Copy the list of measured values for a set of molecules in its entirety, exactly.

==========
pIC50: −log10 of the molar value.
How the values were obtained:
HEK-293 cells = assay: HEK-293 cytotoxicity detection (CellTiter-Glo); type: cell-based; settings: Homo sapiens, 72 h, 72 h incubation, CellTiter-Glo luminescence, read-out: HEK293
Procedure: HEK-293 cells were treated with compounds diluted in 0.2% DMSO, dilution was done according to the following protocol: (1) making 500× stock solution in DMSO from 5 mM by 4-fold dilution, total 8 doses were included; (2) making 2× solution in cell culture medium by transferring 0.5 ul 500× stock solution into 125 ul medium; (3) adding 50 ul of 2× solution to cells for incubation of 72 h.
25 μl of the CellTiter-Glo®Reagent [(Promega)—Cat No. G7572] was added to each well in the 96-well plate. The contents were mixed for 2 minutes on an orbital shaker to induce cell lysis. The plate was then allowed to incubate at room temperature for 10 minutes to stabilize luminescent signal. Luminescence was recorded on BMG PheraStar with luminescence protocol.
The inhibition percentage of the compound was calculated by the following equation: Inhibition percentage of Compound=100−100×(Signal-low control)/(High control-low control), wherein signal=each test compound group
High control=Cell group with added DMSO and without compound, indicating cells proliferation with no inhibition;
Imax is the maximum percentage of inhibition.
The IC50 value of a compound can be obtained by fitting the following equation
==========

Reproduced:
pIC50: −log10 of the molar value.
How the values were obtained:
HEK-293 cells = assay: HEK-293 cytotoxicity detection (CellTiter-Glo); type: cell-based; settings: Homo sapiens, 72 h, 72 h incubation, CellTiter-Glo luminescence, read-out: HEK293
Procedure: HEK-293 cells were treated with compounds diluted in 0.2% DMSO, dilution was done according to the following protocol: (1) making 500× stock solution in DMSO from 5 mM by 4-fold dilution, total 8 doses were included; (2) making 2× solution in cell culture medium by transferring 0.5 ul 500× stock solution into 125 ul medium; (3) adding 50 ul of 2× solution to cells for incubation of 72 h.
25 μl of the CellTiter-Glo®Reagent [(Promega)—Cat No. G7572] was added to each well in the 96-well plate. The contents were mixed for 2 minutes on an orbital shaker to induce cell lysis. The plate was then allowed to incubate at room temperature for 10 minutes to stabilize luminescent signal. Luminescence was recorded on BMG PheraStar with luminescence protocol.
The inhibition percentage of the compound was calculated by the following equation: Inhibition percentage of Compound=100−100×(Signal-low control)/(High control-low control), wherein signal=each test compound group
High control=Cell group with added DMSO and without compound, indicating cells proliferation with no inhibition;
Imax is the maximum percentage of inhibition.
The IC50 value of a compound can be obtained by fitting the following equation